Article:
LEGIONELLA CONTROL

Legionnaires’ disease is a type of pneumonia caused by inhaling infected water droplets containing the bacterium L. pneumophila. It was named after an outbreak of severe pneumonia that affected a meeting of the American Legion in 1976. It is an uncommon but serious disease.

It is actually one of a group of similar diseases collectively known as legionellosis. The other forms, namely, Pontiac Fever and Lochgoilhead Fever, have similar symptoms but are not as serious as Legionnaires’ disease.

Legionnaires’ disease occurs more frequently in men than women. It usually affects middle-aged or elderly people, and it more commonly affects smokers or people with other chest problems.

Certain conditions increase the risk from legionella:

  • a suitable temperature for growth, 20 to 45oC;
  • a source of nutrients for the organism, e.g. sludge, scale, rust, algae, and other organic matter; and a way of creating and spreading breathable droplets, e.g. the aerosol created by a cooling tower or spa pool.

Most people exposed to legionella do not become ill, and Legionnaires’ disease does not spread from person to person.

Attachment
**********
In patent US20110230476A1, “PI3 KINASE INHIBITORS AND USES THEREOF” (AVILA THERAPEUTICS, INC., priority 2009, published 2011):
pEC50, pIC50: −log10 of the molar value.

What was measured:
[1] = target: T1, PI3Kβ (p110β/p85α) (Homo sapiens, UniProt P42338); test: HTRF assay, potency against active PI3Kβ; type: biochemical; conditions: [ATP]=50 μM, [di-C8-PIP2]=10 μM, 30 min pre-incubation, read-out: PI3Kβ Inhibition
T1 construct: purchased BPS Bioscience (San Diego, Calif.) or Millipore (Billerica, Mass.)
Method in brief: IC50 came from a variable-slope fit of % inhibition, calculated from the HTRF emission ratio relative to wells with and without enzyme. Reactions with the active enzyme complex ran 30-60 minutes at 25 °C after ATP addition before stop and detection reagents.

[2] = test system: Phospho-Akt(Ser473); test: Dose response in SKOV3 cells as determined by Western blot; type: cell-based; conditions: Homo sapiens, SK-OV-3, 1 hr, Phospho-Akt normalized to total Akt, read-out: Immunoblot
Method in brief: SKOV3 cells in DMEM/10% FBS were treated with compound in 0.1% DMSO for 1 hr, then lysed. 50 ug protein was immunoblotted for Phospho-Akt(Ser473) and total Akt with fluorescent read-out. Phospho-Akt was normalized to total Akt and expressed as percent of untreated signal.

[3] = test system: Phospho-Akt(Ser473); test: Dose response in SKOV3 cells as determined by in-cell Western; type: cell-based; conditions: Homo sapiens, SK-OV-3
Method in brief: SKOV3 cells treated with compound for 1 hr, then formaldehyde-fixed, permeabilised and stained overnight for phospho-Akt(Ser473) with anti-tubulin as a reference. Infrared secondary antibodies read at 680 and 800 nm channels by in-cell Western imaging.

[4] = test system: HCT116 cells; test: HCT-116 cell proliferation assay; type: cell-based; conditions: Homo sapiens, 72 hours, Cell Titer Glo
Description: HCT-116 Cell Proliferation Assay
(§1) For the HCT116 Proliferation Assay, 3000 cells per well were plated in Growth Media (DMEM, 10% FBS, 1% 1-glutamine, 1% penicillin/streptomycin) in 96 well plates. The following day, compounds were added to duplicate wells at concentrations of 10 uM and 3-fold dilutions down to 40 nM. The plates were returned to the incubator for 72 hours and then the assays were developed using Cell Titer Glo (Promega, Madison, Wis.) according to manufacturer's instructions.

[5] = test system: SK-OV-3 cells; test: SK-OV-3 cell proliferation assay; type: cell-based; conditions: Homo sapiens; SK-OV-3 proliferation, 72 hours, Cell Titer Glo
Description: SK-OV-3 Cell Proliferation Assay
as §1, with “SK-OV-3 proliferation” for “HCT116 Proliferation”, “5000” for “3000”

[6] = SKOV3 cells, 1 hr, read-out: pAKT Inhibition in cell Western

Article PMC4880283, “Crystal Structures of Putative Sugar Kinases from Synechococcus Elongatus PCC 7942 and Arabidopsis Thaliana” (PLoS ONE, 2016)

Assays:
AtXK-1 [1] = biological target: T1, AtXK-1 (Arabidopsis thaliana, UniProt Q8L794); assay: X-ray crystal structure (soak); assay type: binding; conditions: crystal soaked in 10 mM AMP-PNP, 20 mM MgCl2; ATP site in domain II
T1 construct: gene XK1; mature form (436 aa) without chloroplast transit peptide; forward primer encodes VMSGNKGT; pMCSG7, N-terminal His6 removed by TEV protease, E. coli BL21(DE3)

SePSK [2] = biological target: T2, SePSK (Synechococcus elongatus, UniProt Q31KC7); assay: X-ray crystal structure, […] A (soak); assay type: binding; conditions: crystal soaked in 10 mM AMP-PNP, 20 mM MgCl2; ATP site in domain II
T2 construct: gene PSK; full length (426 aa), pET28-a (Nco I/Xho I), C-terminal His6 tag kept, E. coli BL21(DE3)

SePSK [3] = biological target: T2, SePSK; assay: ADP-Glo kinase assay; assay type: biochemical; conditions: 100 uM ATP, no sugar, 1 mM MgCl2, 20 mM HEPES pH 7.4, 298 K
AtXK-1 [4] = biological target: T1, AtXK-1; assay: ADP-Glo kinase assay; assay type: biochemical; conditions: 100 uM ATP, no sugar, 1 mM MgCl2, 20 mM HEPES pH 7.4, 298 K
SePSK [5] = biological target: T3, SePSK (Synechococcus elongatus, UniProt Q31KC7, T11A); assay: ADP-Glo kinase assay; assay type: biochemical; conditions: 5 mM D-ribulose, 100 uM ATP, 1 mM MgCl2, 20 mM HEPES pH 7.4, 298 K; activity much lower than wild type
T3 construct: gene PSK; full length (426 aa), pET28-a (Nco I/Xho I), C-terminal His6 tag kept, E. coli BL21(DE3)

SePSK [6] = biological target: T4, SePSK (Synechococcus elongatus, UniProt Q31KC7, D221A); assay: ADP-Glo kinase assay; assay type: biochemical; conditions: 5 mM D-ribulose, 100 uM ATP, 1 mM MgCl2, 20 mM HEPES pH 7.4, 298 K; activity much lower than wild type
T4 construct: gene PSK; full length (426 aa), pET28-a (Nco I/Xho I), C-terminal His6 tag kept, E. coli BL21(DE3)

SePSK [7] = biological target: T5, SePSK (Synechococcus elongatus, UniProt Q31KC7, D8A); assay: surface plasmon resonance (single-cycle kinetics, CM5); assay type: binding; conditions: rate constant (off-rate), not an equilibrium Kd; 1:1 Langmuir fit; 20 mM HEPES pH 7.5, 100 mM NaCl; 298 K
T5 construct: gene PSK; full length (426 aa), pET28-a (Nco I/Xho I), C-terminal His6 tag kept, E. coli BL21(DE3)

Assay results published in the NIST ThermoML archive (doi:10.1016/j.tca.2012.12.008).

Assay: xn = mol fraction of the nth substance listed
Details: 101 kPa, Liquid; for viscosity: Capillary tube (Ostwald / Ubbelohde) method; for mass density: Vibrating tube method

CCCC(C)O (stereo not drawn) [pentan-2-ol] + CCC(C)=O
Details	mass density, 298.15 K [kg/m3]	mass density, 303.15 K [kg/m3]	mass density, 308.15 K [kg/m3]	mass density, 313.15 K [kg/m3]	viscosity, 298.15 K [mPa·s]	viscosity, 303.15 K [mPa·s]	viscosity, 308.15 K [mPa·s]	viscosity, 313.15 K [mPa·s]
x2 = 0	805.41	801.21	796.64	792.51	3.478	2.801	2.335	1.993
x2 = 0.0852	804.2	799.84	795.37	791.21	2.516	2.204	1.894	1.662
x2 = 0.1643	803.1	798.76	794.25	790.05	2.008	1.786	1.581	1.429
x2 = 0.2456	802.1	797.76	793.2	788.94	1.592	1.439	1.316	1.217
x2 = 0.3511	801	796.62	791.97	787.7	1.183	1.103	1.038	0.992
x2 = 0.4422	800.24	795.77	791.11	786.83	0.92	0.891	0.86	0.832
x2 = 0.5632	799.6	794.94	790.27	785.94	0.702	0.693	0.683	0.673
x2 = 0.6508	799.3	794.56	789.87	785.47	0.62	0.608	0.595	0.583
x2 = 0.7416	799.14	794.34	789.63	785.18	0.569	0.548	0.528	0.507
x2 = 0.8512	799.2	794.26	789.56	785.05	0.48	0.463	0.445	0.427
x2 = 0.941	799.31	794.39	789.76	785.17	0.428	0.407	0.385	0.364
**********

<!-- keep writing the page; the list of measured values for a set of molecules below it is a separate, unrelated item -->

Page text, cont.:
The symptoms of Legionnaires’ disease are similar to those of flu: high temperature, fever and chills; cough; muscle pains; and headache.

In extreme cases there may also be pneumonia, and occasionally diarrhoea and signs of mental confusion.

Legionella bacteria are widespread in nature, mainly living in natural water systems, e.g. rivers and ponds. However, the conditions are rarely ideal for people to catch the disease from these sources.

Outbreaks of the illness occur from exposure to legionella growing in purpose-built systems where the water is maintained at a temperature high enough to encourage growth, e.g. cooling towers, evaporative condensers, spa pools, and hot water systems used in all types of premises (work and domestic).

Most community outbreaks in the UK have been linked to installations such as cooling towers, which can spread droplets of water over a wide area. These are found as part of air-conditioning and industrial cooling systems.